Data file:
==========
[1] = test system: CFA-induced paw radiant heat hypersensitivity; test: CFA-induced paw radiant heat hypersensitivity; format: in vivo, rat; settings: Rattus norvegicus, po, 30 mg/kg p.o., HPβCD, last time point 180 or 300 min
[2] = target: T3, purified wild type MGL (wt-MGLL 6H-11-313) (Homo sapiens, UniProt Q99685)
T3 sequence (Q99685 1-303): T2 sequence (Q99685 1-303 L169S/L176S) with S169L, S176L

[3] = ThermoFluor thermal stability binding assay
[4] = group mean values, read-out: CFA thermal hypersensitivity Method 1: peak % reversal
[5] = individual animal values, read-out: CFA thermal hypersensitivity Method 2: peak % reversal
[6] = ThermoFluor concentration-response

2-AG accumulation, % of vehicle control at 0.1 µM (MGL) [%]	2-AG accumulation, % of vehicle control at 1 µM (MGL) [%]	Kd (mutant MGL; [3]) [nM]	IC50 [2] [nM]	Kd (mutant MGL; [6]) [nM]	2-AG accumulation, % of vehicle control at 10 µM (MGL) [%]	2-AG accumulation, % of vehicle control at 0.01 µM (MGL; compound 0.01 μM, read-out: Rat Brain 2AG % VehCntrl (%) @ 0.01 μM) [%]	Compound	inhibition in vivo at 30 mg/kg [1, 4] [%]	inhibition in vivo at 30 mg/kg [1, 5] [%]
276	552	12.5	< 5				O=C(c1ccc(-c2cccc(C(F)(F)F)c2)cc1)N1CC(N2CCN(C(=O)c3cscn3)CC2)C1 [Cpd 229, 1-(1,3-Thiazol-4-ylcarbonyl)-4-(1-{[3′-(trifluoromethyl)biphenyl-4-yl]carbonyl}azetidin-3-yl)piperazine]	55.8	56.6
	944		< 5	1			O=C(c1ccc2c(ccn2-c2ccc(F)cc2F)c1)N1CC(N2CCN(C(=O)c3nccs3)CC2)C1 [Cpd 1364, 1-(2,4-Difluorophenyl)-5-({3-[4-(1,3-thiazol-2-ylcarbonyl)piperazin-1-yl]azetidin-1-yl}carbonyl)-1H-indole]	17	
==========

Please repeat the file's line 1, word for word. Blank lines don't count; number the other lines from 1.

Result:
[1] = test system: CFA-induced paw radiant heat hypersensitivity; test: CFA-induced paw radiant heat hypersensitivity; format: in vivo, rat; settings: Rattus norvegicus, po, 30 mg/kg p.o., HPβCD, last time point 180 or 300 min